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By: Ivan Barineau & Daniel Sonke
Published: 1999-12-19

Mark Hare in Nicaragua was trying to determine how much protein was being produced in a given area of land with a given forage. He found the protein content for the forages on a dry weight basis in some books, but green material is what farmers feed to the animals.

ECHO turned to Dr. Ivan Barineau, a veterinarian with Christian Veterinary Mission, for the following answer to Mark’s questions.

“Yes, there is a direct mathematical relationship between the protein content of a forage plant expressed as green vs. dry. In practical terms, one (the researcher or the farmer) might be interested in the amount of protein contained in a plant as (1) pasture or green chop or (2) ensiled or (3) dried into hay or (4) other. Nutritional analysis is often available in books or journals. The protein content is calculated for the parts of the plant that are most often used for feed. It is expressed as the percent protein in a plant that has been dried to essentially 0% moisture.

"Sometimes the analysis is based on the wet plant material 'as fed.’ This might be (1) ‘pasture’ or 'green chop’ or 'fresh’ (2) air dried, i.e. hay or (3) ensiled.

"100% dry (0% moisture) is used as a way to directly relate protein contents between species. For example, on a dry weight basis the protein content of Cajanus cajan, arial part, fresh midbloom is 38.3% and Gliricidia sepium nicaraguan, aerial part, fresh midbloom is19.9%. One can not use these percentages to compare the protein content (or other nutrient content) of these two forage species if they are fed fresh because the difference may be partially due to natural differences in the amount of water in the plant. For example fresh C. cajan contains 63.5% water while G. sepium contains 73.7% water. However, comparisons could be made between different forms (e.g. fresh vs. hay) of the same plant.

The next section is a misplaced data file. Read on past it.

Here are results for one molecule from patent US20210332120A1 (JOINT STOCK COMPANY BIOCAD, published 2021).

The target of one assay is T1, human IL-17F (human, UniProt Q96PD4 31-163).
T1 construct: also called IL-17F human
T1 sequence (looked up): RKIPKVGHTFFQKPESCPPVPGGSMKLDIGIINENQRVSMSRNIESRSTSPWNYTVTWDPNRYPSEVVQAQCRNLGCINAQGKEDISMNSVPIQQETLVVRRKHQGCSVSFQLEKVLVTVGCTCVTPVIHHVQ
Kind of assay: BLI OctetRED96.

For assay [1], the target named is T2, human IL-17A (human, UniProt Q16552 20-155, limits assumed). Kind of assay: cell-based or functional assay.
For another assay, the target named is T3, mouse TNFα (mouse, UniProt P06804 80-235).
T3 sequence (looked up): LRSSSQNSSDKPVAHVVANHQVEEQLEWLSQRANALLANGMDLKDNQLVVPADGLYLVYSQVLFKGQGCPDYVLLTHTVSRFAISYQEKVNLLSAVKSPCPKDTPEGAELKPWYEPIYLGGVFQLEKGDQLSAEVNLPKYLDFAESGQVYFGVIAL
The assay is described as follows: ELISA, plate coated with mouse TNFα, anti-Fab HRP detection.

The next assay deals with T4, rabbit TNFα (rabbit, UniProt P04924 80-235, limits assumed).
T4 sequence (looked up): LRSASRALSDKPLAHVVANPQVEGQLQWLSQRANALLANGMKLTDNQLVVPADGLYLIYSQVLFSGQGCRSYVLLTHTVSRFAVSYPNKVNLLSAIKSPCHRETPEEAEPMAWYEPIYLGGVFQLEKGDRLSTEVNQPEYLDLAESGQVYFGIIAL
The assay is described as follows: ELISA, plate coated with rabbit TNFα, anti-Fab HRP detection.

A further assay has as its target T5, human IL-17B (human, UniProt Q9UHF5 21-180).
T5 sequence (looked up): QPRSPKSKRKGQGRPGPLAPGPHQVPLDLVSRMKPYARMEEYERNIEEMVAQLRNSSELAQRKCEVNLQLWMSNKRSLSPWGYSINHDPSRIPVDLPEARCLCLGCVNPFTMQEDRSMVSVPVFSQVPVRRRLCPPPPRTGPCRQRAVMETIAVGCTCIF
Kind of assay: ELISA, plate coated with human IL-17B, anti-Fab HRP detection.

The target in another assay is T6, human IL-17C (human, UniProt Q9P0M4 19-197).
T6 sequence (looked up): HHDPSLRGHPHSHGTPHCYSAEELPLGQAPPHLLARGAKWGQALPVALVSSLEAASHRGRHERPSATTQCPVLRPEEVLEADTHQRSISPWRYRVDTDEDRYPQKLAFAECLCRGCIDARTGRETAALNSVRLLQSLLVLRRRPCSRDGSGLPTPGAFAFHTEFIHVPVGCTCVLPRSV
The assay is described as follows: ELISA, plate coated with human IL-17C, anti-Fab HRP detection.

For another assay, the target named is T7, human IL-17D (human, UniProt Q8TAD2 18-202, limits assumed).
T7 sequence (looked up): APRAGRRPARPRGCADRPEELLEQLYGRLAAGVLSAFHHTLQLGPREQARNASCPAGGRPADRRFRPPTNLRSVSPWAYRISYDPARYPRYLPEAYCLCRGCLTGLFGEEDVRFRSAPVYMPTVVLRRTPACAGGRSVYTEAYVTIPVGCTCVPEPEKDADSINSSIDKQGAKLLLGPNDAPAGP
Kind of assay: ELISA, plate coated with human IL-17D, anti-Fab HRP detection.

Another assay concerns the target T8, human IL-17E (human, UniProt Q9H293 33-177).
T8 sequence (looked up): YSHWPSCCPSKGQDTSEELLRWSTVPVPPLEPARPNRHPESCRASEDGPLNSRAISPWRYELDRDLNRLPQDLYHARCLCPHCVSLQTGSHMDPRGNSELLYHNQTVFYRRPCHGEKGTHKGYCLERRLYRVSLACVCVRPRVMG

"So to convert values between fresh, hay, ensiled, etc. forms of a grass, one needs to know the percent moisture. This is not difficult to ascertain. It usually has been worked out already and can be found in publications dealing with the nutrition content of forages.

"If you can not readily locate the value you can determine it yourself with a scale and sunshine. Weigh the fresh sample, then air dry it until it reaches a steady weight. This usually requires 1-3 days, depending on humidity and stem size. This 'air dried’ form of the plant averages 90% dry matter or 10% moisture. In rainy season where drying might have to be done under shelter the 'air dry’ moisture might be closer to 15-20%. Use 90% as your average under all but the rainiest conditions for 'air dry’ value.

"Then, if you know the 'dry’ (0% moisture) content of protein from a publication, you can mathematically convert to 'as fed'–fresh or hay or ensiled. If you don’t know anything about the protein content of at least one form of the forage (i.e. from a book or other reference), you will need to send samples to a forage-testing lab. This is not a bad idea anyway since soil fertility, fertilization type or rate and environmental conditions may alter the analysis from what you find in a book.

"However, for estimating use the following formula:4 Known protein % ÷ Known DM % = X ÷ known DM% (Dry matter = DM; Unknown protein % = X)

"Any form of the plant will do as long as the numerator and denominator are relative to the same form.”

“For example, if we wish to know the protein content of C. cajan hay (90% DM) when we only know the percentage for 'as fed’ (fresh) or 100% dry. Use the value for 'as fed’ (26.3% DM, 5.2% protein) and plug them into the formula.”

Cite as:

Barineau, I. and D. Sonke 1999. I Know the Protein Content of a Dry Forage. How Do I Calculate What It Would Be When I Feed It Green?. ECHO Development Notes no. 66